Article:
Truth be told, Delaware is a guilty pleasure of mine, and I play it with some regularity on dark racing days here in New York. But I must admit, the racing there Saturday was beyond me. It started with an $81.20 winner in a low-level conditioned claimer in the opener who I couldn’t have bet if I had a bucketful of counterfeit money. It continued with a $5.20 winner in the fourth who I was totally against because he was unable to win an identical race three weeks ago with the most golden of trips, followed in the next race by a 4-year-old first time starter winner. I don’t avoid first-time starters, but I generally avoid 4-year-old firsters in low-level maiden claimers. But in retrospect, this one might have been sneakily bet, even at a $28.80 mutuel. The only thing I was right about was that General Ike couldn’t lose the allowance feature, but that he would be a lot lower than his 2-1 morning line. He paid $2.80, way to low for me.

Penn National, Saturday evening – We spent the first part of the evening in the very comfortable upstairs simulcast area that also includes an excellent view of the track, which was perfect because, as usual, I had my binoculars with me. And despite being low key, I was recognized by a few people. One fellow said, “I have to be here. What are you doing here?” Another couldn’t wait to wave his win and place tickets on the 12-1 winner of the sixth race in my face, exclaiming, “It’s easy here!” Ummm, okay. I guess racetrack etiquette is a thing of the past, too. In any case, that was the perfect time to head down to the apron and paddock, where folks were really having fun. Really.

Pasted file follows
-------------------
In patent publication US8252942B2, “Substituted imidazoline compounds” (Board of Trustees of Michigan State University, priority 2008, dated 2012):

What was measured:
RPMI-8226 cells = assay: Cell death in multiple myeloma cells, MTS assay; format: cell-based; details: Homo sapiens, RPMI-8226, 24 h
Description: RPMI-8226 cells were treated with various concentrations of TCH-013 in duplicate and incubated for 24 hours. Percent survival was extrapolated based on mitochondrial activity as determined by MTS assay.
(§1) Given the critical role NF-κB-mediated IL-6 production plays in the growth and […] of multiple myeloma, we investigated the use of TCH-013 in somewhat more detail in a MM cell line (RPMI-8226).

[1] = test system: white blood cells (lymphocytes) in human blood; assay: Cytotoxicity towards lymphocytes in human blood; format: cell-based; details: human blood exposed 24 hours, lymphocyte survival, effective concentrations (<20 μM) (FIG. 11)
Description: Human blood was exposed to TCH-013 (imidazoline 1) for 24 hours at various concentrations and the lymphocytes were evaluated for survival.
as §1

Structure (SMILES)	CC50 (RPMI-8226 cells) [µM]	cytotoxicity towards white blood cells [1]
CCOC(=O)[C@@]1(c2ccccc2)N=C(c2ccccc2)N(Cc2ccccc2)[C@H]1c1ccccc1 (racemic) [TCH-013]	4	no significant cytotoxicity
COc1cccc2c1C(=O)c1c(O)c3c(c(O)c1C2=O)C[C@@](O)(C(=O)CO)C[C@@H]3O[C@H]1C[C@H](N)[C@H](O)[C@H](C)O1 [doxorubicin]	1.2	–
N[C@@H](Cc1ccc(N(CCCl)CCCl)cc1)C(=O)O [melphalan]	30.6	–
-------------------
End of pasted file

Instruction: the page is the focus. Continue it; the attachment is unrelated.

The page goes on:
The seventh race was a $10,000 maiden-claiming sprint featuring a class dropper from Maryland named Arctic Solution who wound up going off at 1-10 in the five-horse field. For some reason, I found myself looking at the exacta probables, which, as everyone knows, do not display cents beyond whole dollar amounts. I saw that the exacta with Arctic Solution over the clear-cut second choice was coming back $2, which meant that it was coming back $2.80, or less! As it turned out, those probables must have been displayed in dollar units, because Arctic Solution romped at $2.20 and the second choice held off the distant third choice for a $5.20 exacta. That was value compared to the triple, which paid only $6.60.